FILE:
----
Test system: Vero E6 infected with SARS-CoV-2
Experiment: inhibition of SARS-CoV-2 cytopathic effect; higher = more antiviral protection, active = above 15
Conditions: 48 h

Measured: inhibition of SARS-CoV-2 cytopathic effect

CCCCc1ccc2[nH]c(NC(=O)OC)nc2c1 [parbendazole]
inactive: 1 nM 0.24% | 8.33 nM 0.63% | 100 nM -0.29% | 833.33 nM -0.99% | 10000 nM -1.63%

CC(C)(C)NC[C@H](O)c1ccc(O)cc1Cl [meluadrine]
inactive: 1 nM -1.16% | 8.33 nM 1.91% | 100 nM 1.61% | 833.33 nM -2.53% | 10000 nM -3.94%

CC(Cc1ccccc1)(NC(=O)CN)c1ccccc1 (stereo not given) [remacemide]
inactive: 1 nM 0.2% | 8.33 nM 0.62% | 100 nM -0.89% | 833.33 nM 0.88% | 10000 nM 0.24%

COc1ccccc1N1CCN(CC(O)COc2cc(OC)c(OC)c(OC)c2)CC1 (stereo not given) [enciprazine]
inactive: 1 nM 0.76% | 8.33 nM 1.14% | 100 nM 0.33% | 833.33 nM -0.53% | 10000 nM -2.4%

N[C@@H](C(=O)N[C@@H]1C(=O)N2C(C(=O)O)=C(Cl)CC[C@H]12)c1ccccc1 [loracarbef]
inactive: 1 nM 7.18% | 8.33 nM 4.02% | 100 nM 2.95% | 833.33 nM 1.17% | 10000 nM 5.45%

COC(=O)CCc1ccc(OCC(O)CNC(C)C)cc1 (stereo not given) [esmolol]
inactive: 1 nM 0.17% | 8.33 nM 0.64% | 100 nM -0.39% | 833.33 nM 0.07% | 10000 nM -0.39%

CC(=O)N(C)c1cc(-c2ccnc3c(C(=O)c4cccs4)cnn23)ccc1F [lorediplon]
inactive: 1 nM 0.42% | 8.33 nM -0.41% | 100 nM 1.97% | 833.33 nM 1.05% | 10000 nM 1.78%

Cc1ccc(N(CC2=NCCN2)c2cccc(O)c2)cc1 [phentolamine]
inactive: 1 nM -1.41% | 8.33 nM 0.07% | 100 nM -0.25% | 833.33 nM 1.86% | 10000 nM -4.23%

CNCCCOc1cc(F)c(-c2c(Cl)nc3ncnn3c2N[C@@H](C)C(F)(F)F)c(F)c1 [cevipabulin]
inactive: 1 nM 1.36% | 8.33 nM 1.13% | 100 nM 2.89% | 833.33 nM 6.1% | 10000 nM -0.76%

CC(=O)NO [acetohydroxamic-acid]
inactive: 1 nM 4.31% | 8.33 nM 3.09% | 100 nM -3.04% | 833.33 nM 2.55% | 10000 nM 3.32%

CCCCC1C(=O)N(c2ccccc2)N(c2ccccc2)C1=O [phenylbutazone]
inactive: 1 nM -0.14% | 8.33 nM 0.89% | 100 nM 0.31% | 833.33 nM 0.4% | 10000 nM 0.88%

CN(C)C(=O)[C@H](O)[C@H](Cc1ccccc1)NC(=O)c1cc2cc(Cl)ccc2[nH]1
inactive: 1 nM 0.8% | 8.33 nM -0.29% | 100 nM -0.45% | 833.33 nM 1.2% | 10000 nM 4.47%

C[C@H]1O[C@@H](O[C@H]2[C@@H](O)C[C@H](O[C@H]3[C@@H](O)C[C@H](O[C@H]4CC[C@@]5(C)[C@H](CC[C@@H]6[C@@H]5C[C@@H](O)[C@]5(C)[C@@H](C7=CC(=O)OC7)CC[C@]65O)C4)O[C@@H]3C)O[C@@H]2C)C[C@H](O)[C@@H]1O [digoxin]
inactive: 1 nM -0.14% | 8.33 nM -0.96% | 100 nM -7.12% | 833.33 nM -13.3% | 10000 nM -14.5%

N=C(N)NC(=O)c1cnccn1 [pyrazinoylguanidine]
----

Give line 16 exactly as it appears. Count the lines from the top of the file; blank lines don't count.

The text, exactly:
inactive: 1 nM 0.17% | 8.33 nM 0.64% | 100 nM -0.39% | 833.33 nM 0.07% | 10000 nM -0.39%